Every day we speak with clients who have had their legitimate workers compensation claims rejected by Return to Work SA or their employer. Often the rejection is based on sound reasoning, but many times the rejection is simply based on a belief that the injury did not occur at work or the injury did not arise out of or in the course of employment.
"Even a delay in reporting the injury of more than 24 hours can be sufficient justification to reject a valid workers compensation claim."
Return to Work SA (or the self-insured employer) often rely on the fact that an injury was not reported in a timely fashion when they decide to reject the claim. Even a delay in reporting the injury of more than 24 hours can be sufficient justification to reject a valid workers compensation claim.
Although reporting workplace injuries is frustrating and workers can be apprehensive about reporting an injury to management, it is important that reporting occurs as soon as possible. Formally reporting an incident is preferable, but even an informal chat with colleagues and/or supervisors immediately following the incident could assist with a disputed claim going forward.
Alternatively, taking contemporaneous notes (notes immediately after the incident) about the incident could also assist your case. Make sure you date and time your notes.
"A recent client was able to win her case because she sent herself an SMS message on her mobile at the time of the incident."
A recent client was able to win her case because she sent herself an SMS message on her mobile at the time of the incident. She did not formally report the incident for some weeks, but was able to show that an incident occurred based on her telephone message.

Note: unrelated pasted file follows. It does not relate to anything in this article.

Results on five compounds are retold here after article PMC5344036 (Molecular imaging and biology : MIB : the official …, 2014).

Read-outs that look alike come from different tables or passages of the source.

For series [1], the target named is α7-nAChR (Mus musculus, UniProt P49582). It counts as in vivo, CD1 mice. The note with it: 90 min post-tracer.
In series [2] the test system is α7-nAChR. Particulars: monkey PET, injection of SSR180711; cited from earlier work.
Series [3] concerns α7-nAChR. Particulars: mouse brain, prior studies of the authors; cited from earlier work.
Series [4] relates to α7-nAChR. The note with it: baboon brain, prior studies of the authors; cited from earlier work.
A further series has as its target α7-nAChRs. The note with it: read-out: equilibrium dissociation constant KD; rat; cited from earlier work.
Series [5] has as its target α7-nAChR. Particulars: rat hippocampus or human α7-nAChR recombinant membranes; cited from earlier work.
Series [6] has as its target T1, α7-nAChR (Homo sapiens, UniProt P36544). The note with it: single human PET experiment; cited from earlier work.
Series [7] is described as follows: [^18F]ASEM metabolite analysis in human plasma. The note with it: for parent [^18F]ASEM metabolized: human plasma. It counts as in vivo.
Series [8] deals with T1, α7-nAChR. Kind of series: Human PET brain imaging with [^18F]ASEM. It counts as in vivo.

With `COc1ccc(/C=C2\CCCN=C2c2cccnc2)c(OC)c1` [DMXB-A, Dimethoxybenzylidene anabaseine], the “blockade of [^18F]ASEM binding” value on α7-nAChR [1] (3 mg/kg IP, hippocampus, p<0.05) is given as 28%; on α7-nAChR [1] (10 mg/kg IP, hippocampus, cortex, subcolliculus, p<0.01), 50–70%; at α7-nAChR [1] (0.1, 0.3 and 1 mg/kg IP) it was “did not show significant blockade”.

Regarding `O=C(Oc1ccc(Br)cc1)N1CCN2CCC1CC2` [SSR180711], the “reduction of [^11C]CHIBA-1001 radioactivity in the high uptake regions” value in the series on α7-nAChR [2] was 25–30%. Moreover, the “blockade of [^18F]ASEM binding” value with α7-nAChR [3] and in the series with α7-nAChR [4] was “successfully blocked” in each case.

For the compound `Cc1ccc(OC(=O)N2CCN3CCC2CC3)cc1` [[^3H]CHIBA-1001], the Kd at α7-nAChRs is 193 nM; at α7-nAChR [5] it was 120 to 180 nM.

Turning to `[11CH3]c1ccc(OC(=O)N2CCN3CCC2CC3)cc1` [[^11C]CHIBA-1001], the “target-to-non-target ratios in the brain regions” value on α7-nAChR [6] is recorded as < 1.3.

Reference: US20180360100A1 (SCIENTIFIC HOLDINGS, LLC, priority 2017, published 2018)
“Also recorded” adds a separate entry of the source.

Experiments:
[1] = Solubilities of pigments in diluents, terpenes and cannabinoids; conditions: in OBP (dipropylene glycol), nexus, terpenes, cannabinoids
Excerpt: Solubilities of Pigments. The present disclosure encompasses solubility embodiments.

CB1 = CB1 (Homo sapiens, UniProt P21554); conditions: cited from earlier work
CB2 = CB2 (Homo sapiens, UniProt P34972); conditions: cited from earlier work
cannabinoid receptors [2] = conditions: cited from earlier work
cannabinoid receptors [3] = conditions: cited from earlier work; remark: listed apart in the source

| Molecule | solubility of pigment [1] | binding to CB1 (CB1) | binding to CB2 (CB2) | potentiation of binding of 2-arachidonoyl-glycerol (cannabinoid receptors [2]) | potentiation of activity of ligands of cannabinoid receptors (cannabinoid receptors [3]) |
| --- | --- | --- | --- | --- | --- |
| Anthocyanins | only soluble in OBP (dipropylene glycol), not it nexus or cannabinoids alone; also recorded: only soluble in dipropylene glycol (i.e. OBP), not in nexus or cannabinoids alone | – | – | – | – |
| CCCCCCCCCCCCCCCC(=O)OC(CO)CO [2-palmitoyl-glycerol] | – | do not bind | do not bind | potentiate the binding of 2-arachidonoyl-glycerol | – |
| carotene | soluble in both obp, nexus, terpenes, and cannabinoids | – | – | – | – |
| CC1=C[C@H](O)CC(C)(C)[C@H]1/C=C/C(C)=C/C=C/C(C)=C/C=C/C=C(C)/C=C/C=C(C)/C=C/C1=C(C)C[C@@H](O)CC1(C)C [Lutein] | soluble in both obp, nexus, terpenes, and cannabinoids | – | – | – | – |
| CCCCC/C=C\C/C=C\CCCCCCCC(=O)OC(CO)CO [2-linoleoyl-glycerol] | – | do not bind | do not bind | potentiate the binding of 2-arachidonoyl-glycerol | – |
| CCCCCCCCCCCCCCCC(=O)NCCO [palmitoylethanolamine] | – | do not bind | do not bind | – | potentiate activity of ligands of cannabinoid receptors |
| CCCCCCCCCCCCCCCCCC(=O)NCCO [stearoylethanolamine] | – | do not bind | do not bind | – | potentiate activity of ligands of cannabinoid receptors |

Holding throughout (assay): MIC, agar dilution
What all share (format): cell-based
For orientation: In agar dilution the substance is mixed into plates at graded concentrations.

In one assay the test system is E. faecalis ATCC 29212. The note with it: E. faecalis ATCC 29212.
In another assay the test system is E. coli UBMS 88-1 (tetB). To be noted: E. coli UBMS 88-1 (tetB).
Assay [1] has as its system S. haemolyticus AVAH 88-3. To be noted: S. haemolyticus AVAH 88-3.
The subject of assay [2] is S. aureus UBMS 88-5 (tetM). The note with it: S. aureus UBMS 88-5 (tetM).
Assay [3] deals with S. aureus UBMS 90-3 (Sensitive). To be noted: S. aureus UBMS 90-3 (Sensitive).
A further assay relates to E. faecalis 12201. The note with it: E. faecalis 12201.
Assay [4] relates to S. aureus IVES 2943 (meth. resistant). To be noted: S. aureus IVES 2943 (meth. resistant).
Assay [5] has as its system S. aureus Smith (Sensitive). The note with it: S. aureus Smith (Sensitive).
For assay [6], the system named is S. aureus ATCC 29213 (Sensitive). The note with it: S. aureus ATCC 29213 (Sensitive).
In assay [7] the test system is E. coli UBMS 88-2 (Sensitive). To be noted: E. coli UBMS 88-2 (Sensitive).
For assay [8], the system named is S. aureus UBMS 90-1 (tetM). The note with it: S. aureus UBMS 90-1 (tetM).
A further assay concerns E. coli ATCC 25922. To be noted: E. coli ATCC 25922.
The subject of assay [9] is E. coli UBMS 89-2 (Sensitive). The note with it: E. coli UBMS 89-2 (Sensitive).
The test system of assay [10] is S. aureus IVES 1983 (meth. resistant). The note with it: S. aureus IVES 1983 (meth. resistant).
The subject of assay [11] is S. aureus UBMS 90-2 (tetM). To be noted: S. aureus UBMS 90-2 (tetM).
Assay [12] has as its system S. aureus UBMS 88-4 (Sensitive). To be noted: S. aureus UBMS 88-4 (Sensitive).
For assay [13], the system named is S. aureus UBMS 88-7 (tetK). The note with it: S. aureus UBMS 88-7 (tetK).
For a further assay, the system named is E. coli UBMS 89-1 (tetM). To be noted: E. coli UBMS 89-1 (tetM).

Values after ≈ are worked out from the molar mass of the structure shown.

Many injured people feel that if they injure themselves at work, the pain will go away after a couple of days, so they do not want to go to the trouble of reporting an incident. This can be very risky to an injured worker.
Workers who injure themselves on Fridays in particular often feel that they will rest over the weekend and see how they feel on the following Monday before reporting the incident. However, when they finally report the incident on the Monday and lodge a workers compensation claim form, the claim is often rejected.
The workers compensation insurer predictably argues that the injury likely occurred outside of work time over the weekend, and did not arise out of or in the course of employment. It often becomes difficult to rebut the insurer’s contention, especially if the worker is involved in sporting or other activities over the weekend that could have caused the injury (for example, work around the house and garden).
"The longer a worker delays reporting an incident and/or lodging a workers compensation claim, the harder it will be to prove that the injury is work related."
The longer a worker delays reporting an incident and/or lodging a workers compensation claim, the harder it will be to prove that the injury is work related.
Some workers feel that lodging a claim will have ramifications for their employer (for example, increased workers compensation premiums) and they do not want to be seen to be 'trouble-makers'. But workers need to protect themselves and protect their legal interests.
If you suffer a workplace injury but your claim is rejected because you did not report it in a timely fashion, you will lose the opportunity to obtain income maintenance (your weekly wages), have reasonable medical expenses paid for, obtain further compensation, etc. Also, your employer may terminate your employment if it becomes clear your injury prevents you from performing the requirements of the job.
If your claim for workers compensation has been rejected, or you have been injured at work and want to know your rights, get in touch with today's blog writer, experienced workers compensation lawyer, Michael Irvine.
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